One of the things that really struck me during the last few weeks was the difference between Libreville and the jungle forest (la brousse, as people say here in French). It may sound like an obvious fact, but as Gabon is classed as a rich African country, I hadn’t expected the extremely low level of development and lack of infrastructure in the rural North. In the villages, women should worry about 3Cs: children, cooking and collecting firewood; men hunt and get drunk. (Ok, it’s not quite that simple, but it’s pretty close.)
Gabon has no noteworthy tourist industry, so that the main association with white people who go into the ‘brousse’ is that they work for an NGO (Nicht-Regierungs-Organisation) and bring lots of money or other goods into the area. It is part of life here in Gabon to constantly get people asking you for money, even in Libreville, but in the rural areas this was a 24-hour thing, and so very exhausting. There is poverty and a lack of basic medical care and other important things in some places. Both the Baka and their village neighbours have always lived with the idea that the forest provides everything they need, but changing consumption patterns and new technologies mean new needs: batteries don’t grow on trees.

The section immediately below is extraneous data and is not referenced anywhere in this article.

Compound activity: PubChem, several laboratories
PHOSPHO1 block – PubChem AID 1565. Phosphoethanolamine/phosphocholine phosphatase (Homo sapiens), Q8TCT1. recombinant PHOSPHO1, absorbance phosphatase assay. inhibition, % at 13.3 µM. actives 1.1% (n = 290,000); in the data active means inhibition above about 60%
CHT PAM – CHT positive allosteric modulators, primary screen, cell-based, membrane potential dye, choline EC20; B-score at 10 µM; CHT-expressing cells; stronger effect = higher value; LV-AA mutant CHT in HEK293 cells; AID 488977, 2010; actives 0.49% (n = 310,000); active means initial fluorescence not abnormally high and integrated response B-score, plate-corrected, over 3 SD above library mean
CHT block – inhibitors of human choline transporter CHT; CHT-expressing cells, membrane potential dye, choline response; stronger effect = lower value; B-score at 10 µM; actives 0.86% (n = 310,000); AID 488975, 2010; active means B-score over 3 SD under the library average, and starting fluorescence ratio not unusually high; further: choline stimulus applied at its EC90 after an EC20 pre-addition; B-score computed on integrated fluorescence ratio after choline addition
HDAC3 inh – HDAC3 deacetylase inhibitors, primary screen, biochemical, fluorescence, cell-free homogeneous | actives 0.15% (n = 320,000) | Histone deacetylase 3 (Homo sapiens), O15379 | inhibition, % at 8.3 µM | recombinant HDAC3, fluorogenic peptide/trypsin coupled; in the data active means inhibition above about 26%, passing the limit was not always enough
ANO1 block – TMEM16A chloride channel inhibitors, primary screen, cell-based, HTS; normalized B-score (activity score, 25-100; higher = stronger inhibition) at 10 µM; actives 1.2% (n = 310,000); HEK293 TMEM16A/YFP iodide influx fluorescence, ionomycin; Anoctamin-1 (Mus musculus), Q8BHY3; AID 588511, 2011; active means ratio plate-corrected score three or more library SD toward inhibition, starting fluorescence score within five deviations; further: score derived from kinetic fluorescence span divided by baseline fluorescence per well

The ‘benefit’ of being a white woman in rural Gabon is that you can be sure of undivided male attention, or rather you cannot go anywhere without being chatted up. I found this tiring, and started appreciating the African system of relations, whereby everyone is linked to each other as brother and sister irrespective of actual blood relations. It means people look after me, protect, accompany and help me, and some of the things I achieved during the last weeks would not have been possible without the support I got as ‘petite soeur’ (little sister). For example, the Gabonese Deputy Ambassador in Germany, whose Hotel Comfort I stayed in Oyem, calls me regularly to check on my moves and views on Gabon.
All this has sometimes left me wishing for the capacity to simply camouflage my skin colour; And for all my anthropological friends: Gabon is certainly good to think with… for example, what makes a village chief, local hotels and others hang up these posters…?